The story was collected together and published by Editions Casterman as Objectif Lune in 1953.[27] The title had been Hergé's own choice, having rejected Casterman's suggestion of Tintin and the Nuclear Rocket.[33] For publication in book form, the story was re-coloured, with various changes being made; for instance, in the serialised version, the uniforms worn by staff were green, and they are changed to blue for the book volume.[21] A number of scenes were also deleted, including Snowy about to be thrown out into outer space accidentally by Haddock, the Thompsons getting lost on their moonwalk.[21] Hergé sent a copy to Ananoff, with a message stating that "your help, your knowledge, has been invaluable, enabling me to get my little characters to the Moon... and to bring them back safe and sound".[34] An English-language translation of the book was published in 1959.[5]

Marking the Apollo 11 Moon landings in 1969, Hergé produced an illustration in which NASA astronaut Neil Armstrong has just arrived on the Moon, only to be greeted by Tintin, Snowy, Haddock, and Calculus carrying roses and a sign welcoming him.[5] That same year, the French magazine Paris Match commissioned him to produce a short comic documenting the Apollo 12 landings.[35]

Critical analysis[edit]

Jean-Marc Lofficier and Randy Lofficier believed that the two-part story "belongs" to Calculus, because his "cosmic vision moves the story forward".[36] They further expressed the opinion that Wolff was a unique character in the Adventures of Tintin, suggesting that he is akin to a character from a John le Carré novel.[36] They felt that the Moon adventure was "Hergé at his best... a triumphant achievement on every level", awarding both halves of the story five stars out of five.[37] Harry Thompson described the entire Moon adventure as "a technical masterpiece" as a result of its "uncannily accurate" depiction of the Moon.[38] Hergé biographer Pierre Assouline felt that the two Moon adventures "mark a stage in the development of Hergé's work".[39] Conversely, Hergé biographer Benoît Peeters was critical of the two-part story arc, stating that they had "neither the liveliness and dynamism" of The Secret of the Unicorn/Red Rackham's Treasure, "nor the supernatural quality" of The Seven Crystal Balls/Prisoners of the Sun.[40]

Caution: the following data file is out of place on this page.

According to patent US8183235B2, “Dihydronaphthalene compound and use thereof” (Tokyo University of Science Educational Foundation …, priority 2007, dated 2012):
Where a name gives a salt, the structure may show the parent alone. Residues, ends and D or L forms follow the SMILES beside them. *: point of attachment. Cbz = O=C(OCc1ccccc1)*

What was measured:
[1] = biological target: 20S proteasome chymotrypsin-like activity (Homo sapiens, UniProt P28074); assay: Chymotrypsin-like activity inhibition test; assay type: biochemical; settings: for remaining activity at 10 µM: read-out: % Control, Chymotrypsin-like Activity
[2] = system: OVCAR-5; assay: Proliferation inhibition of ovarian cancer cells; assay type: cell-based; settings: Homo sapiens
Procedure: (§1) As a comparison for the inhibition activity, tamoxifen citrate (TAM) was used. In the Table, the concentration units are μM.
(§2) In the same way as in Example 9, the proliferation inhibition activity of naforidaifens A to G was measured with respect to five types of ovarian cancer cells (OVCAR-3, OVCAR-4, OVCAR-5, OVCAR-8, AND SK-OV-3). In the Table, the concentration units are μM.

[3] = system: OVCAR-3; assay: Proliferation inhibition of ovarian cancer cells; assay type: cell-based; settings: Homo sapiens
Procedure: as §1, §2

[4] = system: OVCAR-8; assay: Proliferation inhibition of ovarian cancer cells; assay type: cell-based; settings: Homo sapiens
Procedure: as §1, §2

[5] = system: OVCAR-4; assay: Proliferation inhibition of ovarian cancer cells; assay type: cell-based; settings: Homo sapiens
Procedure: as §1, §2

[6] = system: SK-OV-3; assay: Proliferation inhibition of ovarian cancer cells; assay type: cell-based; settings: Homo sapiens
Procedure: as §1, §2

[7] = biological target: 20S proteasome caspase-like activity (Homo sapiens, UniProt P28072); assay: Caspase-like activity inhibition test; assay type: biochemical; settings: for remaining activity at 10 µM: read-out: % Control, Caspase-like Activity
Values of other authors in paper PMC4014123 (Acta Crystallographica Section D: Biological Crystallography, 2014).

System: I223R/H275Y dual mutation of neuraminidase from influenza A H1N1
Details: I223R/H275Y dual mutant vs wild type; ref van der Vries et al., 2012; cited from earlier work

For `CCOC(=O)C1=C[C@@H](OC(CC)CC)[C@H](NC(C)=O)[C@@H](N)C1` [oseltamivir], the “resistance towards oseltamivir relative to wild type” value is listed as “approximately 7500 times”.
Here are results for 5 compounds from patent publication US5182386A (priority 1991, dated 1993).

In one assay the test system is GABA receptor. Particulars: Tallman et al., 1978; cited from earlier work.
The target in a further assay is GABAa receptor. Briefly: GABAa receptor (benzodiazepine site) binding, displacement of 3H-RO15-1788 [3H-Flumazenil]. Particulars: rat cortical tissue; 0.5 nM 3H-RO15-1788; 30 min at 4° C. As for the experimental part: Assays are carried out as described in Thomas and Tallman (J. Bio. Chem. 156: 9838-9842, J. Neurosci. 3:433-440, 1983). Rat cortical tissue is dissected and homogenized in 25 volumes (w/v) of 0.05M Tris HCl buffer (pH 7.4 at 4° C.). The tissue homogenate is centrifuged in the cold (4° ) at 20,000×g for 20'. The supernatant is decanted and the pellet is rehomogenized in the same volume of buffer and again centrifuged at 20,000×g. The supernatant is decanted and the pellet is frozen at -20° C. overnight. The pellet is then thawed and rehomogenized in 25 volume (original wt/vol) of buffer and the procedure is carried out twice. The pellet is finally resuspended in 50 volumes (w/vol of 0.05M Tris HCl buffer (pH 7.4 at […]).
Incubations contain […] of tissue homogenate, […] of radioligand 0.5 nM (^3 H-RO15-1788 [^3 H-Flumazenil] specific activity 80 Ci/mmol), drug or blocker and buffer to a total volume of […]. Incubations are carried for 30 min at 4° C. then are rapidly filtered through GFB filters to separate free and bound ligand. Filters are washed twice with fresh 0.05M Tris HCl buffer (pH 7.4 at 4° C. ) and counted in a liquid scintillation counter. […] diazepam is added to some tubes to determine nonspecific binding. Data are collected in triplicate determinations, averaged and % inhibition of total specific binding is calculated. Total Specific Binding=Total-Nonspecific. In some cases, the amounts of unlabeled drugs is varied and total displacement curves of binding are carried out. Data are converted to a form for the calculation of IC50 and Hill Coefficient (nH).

In his psychoanalytical study of the Adventures of Tintin, the literary critic Jean-Marie Apostolidès praised the Destination Moon-Explorers on the Moon story arc for its "meticulous attention to scientific facts", but added that this had also resulted in the story's "rather pedagogical tone".[41] He added that in these stories, the main division was "no longer Good and Evil" as it had been in previous Adventures, but "Truth and Error".[41] Apostolidès opined that despite being a "fussy and somewhat ridiculous character", through his scientific achievements Calculus grows to the "stature of a giant" in this arc, eclipsing Sir Francis Haddock (from The Secret of the Unicorn) as the series' "founding ancestor".[42] He goes on to claim that in becoming the "sacred ancestor", the voyage to the Moon becomes "a mystical quest" with science as its guiding religion.[43] Drawing comparisons between this arc and the Prisoners of the Sun story, he drew symbolic links between the scientific centre and the Inca Temple of the Sun, but noted that here Calculus was the "high priest" rather than the sacrificial victim as he had been in the previous story.[44] Moving on to discuss the Moon rocket in these stories, Apostolidès described it as a phallic object which penetrated the "virgin territory" of the Moon.[45] At the same time, he described the rocket as a "maternal belly" in which the space explorers slept.[45]